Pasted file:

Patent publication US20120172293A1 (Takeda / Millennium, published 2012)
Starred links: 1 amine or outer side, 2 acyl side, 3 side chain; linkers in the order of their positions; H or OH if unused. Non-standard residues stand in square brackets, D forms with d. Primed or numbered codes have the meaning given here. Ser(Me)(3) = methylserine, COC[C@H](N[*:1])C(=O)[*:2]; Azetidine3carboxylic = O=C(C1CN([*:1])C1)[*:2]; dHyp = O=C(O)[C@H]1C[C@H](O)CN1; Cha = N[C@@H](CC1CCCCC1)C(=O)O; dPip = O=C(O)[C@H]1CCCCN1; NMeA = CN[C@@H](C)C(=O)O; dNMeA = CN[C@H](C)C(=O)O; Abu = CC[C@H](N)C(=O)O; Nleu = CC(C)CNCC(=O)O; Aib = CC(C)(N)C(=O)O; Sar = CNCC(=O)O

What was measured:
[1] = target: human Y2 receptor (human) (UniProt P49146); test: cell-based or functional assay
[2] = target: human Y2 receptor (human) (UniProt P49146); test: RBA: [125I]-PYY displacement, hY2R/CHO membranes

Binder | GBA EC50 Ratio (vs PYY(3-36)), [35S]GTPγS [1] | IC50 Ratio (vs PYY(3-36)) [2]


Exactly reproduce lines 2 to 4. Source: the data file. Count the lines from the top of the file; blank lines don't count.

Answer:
Starred links: 1 amine or outer side, 2 acyl side, 3 side chain; linkers in the order of their positions; H or OH if unused. Non-standard residues stand in square brackets, D forms with d. Primed or numbered codes have the meaning given here. Ser(Me)(3) = methylserine, COC[C@H](N[*:1])C(=O)[*:2]; Azetidine3carboxylic = O=C(C1CN([*:1])C1)[*:2]; dHyp = O=C(O)[C@H]1C[C@H](O)CN1; Cha = N[C@@H](CC1CCCCC1)C(=O)O; dPip = O=C(O)[C@H]1CCCCN1; NMeA = CN[C@@H](C)C(=O)O; dNMeA = CN[C@H](C)C(=O)O; Abu = CC[C@H](N)C(=O)O; Nleu = CC(C)CNCC(=O)O; Aib = CC(C)(N)C(=O)O; Sar = CNCC(=O)O

What was measured:
[1] = target: human Y2 receptor (human) (UniProt P49146); test: cell-based or functional assay